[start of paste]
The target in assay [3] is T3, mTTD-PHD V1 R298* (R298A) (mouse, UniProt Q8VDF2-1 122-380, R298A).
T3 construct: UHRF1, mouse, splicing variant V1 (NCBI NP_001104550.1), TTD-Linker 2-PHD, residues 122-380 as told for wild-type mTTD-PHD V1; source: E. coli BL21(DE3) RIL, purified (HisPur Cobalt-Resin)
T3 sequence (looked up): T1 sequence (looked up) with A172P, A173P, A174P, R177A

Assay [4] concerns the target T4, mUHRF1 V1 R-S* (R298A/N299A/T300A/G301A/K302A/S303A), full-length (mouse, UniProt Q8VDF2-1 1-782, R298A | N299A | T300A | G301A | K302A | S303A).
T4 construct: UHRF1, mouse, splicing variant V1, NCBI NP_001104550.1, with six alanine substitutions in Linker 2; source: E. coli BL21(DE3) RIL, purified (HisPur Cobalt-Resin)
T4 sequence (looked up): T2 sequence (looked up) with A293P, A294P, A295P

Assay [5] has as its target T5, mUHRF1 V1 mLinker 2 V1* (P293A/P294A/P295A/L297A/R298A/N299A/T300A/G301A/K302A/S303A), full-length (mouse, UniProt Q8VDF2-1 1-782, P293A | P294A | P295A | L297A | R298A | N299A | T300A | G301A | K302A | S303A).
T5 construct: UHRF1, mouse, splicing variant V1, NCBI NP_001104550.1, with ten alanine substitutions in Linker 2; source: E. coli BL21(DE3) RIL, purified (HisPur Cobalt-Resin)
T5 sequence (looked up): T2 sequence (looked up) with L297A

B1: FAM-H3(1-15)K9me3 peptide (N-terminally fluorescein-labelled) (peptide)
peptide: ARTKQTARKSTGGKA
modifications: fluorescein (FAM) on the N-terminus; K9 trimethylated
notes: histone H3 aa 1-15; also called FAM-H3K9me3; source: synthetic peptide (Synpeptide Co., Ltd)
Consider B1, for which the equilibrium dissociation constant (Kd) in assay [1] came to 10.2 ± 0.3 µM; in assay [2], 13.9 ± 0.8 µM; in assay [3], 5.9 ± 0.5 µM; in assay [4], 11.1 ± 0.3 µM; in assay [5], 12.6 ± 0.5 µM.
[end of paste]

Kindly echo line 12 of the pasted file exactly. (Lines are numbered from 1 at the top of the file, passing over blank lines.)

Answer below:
modifications: fluorescein (FAM) on the N-terminus; K9 trimethylated